The Cathars also refused the sacrament of the eucharist stating that it could not possibly be the body of Christ, asserting that the host, which is in the form of bread, came from straw, that it passed through the tails of horses, to wit, when the flour was cleaned by a sieve (of horse hair); that, moreover, it passed through the body and goes to a vile end, which, they say, could not happen if God were in it. They believed in 2 Gods, not one. The God of the Old Testament was essentially evil. The God of the New Testament was good. The alleged sacred texts of the Cathars besides the New Testament, include The Gospel of the Secret Supper, or John's Interrogation and The Book of the Two Principles. The philosopher and Nazi government official Alfred Rosenberg, known for his rejection of and hatred for Christianity, speaks favorably of the Cathars in The Myth of the Twentieth Century.
A painting by Pedro Berruguete of Cathars being burnt at the stake.
It is said de la Roche, a learned theologian, had a vision from Jesus who urged him to reinstitute the rosary as a form of prayer as adapted by St. Dominic (above.) De la Roche was told, he claimed, the rosary was put into Dominic’s hands as a means to combat the Albigensian movement—the Albigensian movement, a corollary of the Cathar movement.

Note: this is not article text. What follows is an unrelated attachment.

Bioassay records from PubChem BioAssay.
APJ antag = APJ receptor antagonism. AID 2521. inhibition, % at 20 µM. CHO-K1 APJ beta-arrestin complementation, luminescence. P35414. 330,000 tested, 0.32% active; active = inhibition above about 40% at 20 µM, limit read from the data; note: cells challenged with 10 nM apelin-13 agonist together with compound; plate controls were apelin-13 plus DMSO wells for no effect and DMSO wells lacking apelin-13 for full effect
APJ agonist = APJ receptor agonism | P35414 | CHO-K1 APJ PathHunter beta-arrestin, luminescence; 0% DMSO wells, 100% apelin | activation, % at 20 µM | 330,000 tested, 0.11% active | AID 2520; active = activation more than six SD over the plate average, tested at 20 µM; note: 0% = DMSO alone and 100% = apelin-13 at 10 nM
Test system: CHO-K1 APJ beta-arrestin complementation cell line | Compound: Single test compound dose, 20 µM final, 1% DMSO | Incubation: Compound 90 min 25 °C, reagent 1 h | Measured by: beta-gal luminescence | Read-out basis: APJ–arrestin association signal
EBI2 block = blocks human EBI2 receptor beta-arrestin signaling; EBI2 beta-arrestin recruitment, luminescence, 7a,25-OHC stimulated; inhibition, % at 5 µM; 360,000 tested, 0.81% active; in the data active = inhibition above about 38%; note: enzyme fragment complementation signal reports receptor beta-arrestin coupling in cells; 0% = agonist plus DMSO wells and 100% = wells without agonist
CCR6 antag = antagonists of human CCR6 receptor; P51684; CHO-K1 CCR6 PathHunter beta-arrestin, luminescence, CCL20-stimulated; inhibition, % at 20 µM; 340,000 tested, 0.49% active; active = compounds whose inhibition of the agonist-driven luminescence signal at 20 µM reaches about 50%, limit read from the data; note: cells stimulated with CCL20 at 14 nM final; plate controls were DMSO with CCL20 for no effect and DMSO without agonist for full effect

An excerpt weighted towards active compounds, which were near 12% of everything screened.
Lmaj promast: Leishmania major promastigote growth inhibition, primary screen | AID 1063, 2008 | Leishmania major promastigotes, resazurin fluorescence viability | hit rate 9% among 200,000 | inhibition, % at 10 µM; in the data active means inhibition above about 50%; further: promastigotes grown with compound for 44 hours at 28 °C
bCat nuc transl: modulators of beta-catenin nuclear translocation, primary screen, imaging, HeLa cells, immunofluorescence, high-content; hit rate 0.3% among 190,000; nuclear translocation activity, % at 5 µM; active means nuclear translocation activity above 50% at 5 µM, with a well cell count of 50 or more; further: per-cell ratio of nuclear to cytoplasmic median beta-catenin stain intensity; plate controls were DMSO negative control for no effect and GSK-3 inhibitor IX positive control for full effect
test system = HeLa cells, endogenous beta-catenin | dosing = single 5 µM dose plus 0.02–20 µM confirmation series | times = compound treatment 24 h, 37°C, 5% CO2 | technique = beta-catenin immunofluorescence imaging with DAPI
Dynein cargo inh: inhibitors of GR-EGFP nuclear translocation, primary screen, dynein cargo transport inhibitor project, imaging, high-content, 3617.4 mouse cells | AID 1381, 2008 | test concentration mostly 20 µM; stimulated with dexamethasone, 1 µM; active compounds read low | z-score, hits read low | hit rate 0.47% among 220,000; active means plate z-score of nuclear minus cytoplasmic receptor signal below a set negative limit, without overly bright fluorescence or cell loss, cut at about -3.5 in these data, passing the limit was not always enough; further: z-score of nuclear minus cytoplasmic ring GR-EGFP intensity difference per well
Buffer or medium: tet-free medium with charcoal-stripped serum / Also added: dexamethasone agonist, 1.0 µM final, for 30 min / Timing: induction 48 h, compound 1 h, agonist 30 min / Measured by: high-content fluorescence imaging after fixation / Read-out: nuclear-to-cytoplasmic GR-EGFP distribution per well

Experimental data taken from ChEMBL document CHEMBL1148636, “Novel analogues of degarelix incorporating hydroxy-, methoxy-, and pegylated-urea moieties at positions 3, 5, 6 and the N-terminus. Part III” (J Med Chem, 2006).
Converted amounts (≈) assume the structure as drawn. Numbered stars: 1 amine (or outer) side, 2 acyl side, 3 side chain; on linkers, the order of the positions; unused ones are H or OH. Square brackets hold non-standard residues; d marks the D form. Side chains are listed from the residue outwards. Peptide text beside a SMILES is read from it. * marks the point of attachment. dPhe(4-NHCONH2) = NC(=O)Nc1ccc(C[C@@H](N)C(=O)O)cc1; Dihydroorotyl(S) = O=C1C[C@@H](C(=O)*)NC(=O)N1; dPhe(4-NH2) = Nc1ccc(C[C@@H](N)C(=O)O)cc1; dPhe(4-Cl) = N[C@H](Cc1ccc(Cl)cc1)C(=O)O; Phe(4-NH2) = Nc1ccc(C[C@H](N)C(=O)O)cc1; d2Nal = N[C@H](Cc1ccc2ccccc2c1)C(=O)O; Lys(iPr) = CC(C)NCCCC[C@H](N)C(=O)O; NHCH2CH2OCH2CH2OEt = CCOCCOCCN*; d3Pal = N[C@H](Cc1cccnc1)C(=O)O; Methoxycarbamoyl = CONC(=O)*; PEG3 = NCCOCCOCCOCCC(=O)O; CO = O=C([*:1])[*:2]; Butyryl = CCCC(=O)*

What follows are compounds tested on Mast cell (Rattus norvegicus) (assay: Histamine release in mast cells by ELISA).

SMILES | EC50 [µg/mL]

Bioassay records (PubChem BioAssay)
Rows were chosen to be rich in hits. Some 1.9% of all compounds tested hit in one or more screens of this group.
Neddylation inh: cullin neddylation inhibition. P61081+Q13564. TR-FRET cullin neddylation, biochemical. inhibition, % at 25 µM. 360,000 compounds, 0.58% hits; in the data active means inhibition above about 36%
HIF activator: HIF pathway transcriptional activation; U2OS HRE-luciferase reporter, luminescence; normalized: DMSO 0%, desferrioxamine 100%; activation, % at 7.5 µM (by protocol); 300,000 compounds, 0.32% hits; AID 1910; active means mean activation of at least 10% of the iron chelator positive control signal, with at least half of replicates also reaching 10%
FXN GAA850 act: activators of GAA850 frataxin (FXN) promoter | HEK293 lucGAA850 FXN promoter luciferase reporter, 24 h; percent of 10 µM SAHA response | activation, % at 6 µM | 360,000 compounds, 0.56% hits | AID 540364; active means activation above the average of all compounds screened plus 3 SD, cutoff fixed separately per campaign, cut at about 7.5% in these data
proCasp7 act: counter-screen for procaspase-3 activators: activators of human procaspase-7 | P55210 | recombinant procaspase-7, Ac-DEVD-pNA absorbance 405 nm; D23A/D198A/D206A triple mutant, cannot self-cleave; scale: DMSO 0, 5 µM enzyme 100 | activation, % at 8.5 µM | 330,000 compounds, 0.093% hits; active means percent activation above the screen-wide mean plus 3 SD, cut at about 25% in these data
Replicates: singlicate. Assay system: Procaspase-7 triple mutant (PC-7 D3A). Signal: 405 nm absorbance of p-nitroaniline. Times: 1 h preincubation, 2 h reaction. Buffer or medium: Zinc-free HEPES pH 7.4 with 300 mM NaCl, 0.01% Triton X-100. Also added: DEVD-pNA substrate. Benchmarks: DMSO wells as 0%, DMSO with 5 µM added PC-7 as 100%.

Pope Pius IX said, "The Rosary is a compendium of the Gospel, and gives to those who pray it those rivers of peace of which the Scriptures speak; it is the most beutiful devotion, the most abundant in grace, and the most pleasing to the Heart of Mary." And on Fatima and Lucia, Sister Lucia was asked how to respond to those who say praying the rosary is just a series of fast copycat recitations of the same actions. It is no where in the Bible. Sister Lucia responded saying, "God created everything that exists in such a way that it is kept alive by the continual repetition of the same actions. Thus, in order to preserve our life, we breathe in and breathe out always in the same way; our heart beats all the time according to the same rhythm. The stars, the moon, the planets, the earth follow always the same course, which God has laid down for them. Day follows night, year after year, always in the same way. Likewise, the sun gives us light and warmth. In so many places, the leaves appear in the spring, then they are clothed with flowers, next they yield fruit and, in autumn or winter, they lose their leaves. Thus, everything follows the law which God has laid down for it, and yet it never occurs to anyone to say that it is monotonous."